Category Archives: Societal stereotyping

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Gender stereotyping based on a person’s non-conforming behavior violates Title VII.

As the U.S. Supreme Court has stated, Title VII is intended to “strike at the entire spectrum of disparate treatment of men and women resulting from sex stereotyping.” Recently, a federal court in Virginia refused to dismiss the claim of a male employee who said that he was treated differently and subjected to a hostile … Continue Reading

Ostracism and petty mistreatments may collectively rise to the level of hostile work environment.

A female plumber on “light duty” in the City of Chicago’s Department of Sewers filed a lawsuit alleging that because she was female, her supervisor assigned menial work to her, prohibited her coworkers from interacting with her, and subjected her to alleged “verbal violence.” While the district court viewed each of those actions individually and … Continue Reading

Men entitled to Title VII protection from sexually hostile work environment.

The 9th U.S. Circuit Court of Appeals has held that a female co-worker’s “relentless” pursuit of a male employee, including verbal comment and suggestive notes, could form the basis of a sexually hostile environment, even without any physical conduct of a sexual nature. EEOC v. Prospect Airport Services, Inc., 9th Cir., No. 07-17221, Sept. 3, … Continue Reading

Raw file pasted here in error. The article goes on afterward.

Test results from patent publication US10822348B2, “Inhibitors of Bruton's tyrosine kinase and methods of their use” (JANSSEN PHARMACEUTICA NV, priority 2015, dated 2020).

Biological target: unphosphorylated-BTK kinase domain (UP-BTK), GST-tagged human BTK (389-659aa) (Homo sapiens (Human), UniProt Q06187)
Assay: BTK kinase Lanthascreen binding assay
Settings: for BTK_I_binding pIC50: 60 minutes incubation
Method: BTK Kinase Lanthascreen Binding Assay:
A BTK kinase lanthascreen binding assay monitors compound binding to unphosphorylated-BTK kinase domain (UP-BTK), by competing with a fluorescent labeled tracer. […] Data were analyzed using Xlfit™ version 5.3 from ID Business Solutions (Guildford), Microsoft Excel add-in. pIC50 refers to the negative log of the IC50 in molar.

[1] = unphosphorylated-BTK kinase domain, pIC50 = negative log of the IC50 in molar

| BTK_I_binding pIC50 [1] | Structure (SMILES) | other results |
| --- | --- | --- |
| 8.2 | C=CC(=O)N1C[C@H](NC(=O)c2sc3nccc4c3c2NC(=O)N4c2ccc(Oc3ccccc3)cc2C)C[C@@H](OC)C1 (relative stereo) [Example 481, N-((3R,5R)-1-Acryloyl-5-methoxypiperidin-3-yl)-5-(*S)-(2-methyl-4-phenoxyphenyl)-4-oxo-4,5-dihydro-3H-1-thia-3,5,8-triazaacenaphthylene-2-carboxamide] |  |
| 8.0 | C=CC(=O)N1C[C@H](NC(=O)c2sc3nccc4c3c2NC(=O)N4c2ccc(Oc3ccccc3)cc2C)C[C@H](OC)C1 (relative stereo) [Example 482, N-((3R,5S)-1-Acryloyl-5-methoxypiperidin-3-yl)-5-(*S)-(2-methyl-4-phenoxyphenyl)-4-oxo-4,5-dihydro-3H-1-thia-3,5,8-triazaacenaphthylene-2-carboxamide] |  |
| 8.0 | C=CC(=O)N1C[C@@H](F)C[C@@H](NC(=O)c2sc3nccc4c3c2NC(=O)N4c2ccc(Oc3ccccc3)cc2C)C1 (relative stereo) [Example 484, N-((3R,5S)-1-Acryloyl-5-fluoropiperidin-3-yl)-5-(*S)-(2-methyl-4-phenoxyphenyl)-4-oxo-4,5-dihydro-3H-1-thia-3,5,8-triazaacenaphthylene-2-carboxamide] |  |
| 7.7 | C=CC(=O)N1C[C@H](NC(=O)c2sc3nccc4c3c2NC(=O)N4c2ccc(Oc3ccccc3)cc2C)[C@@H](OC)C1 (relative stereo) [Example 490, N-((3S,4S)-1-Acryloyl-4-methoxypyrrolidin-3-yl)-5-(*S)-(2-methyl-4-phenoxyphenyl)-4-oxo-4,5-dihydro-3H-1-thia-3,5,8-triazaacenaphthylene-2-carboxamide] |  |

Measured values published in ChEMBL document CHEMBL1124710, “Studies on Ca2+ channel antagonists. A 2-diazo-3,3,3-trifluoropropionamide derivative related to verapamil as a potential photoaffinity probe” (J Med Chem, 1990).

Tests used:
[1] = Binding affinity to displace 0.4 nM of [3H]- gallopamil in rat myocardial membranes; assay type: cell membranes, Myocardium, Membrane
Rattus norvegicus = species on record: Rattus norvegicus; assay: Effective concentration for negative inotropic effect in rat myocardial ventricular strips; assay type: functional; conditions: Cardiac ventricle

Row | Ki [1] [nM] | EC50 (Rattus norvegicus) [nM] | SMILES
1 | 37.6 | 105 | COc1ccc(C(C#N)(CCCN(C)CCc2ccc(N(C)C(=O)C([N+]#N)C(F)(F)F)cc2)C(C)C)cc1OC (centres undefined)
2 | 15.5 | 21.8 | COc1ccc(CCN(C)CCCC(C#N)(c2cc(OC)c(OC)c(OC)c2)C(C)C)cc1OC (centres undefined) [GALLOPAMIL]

Adverse employment action based on gender-related non-conforming behavior and appearance is impermissible.

Under Title VII, an unlawful employment practice is established when an employee demonstrates that gender is a motivating factor for an adverse employment action. Under that analysis, the 8th U.S. Circuit Court of Appeals has upheld the Title VII claims of a female hotel desk clerk who was fired after a company decision-maker complained that … Continue Reading

Homosexual man’s gender stereotyping claim is cognizable under Title VII.

Congress has repeatedly rejected legislation that would extend Title VII protection to claims of sexual orientation discrimination. However, under Title VII, an employee may raise a claim of gender discrimination if that individual can demonstrate that an harasser was acting to punish the employee’s noncompliance with gender stereotypes. The 3d U.S. Circuit Court of Appeals … Continue Reading

EEOC supplements its 2007 guidance regarding caregiver discrimination.

In 2007, during a nationwide upsurge in pregnancy discrimination claims, the Equal Employment Opportunities Commission (EEOC) released a set of guidelines advising employers on issues related to caregiver bias. On April 22, 2009, the EEOC further supplemented those guidelines with specific recommendations designed, it said, to help employers to “reduce the chance of EEO violations … Continue Reading
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